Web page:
World of a medico goes round and round in circles. Thanks to a maddening sprouting of hi-tech institutions there is no dearth of fellowship or super-specialisation in courses that sometime seem almost meaningless like Neonatal Endocrinology (like what??!). So sometimes I really wonder what I have gained by doing Post Graduation!
I mean most of the medicines I write in the OPD have stayed the same. Unless you work in a super busy
hospital, rare cases that you spend hours poring over as a Post Grad are found rarely.
Hmmm… I could say I have developed a more discerning eye and am able to pick warning signs early but strangely the management stays so very same. So what really changed, I would believe are things that have less to do with medicine than the tricks to practice it.
1) Love thy Mom: I have realized gradually that in Pediatrics or any other branch of medicine it’s all about handling the attendants. The better you are at getting your point across the better the results. Those years working away in dingy wards will prepare you for those upmarket Google educated attendants. What will embolden and help you
is the knowledge of your subject that will let you cut out the WebMD crap and focus on the patient at hand
2) Grey hair: I entered PG with a thick mop of hair that were black as a raven. With the pulls and the dark circles came the lightening of a strand of a hair here, then there. VOILA!!! in no time grey covered most of my sidelocks… The unintended consequences apart from vociferous calls for an early marriage were the fact that attendants now took me seriously 🙂 . I wasn’t complaining.
3) Cool as ICE: There are occasions especially when things will go wrong. But to cover up your tracks especially in medicolegal tangles is one of the dark arts that you only learn as you try and pacify those mean looking angry blokes outside. They see red and my money is that they would like it to be your sweet blood. The amazing composure at such times is a gift of those endless ICU nights where all you do is practice how to break the news after the umpteenth CPR. Sad docs need to get into it.. .getting out alive is important 🙂 .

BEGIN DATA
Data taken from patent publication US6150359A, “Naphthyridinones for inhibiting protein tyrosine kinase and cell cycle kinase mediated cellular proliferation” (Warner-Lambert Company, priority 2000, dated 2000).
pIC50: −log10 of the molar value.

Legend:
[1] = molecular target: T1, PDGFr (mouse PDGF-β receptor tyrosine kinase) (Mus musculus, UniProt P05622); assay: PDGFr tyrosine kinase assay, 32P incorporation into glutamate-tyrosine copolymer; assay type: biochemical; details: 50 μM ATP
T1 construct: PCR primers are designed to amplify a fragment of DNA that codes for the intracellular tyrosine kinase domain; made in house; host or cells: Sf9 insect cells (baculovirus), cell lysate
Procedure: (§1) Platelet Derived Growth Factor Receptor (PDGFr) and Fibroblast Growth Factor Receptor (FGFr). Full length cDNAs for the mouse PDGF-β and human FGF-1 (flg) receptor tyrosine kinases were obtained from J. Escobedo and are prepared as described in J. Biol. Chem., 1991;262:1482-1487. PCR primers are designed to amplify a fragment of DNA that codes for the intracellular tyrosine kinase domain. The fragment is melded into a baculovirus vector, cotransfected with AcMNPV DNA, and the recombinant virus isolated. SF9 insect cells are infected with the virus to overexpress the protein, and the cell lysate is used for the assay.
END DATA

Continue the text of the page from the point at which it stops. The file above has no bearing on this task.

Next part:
4) Life up close yet impersonal: Each day in the busy corridors, on the sidewalks you’ll see troubled faces, harried, unsure but hopeful to see you and hear that little small piece of good news. You oblige some, that is about what you can do. That’s life.
Guys I can write hundreds of other things but I believe these are the ones that I really saw as what I’d really like to walk out of that institution besides my degree.
About the author: Satyam Kapoor is an alumnus of Kasturba Medical College, Mangalore, Batch 2003. He is a pediatrician who has completed his Post-graduation from DMC and Hospital, Ludhiana. Happy go lucky, avid reader and a mommys’ favorite Pediatrician is how he would like to describe himself.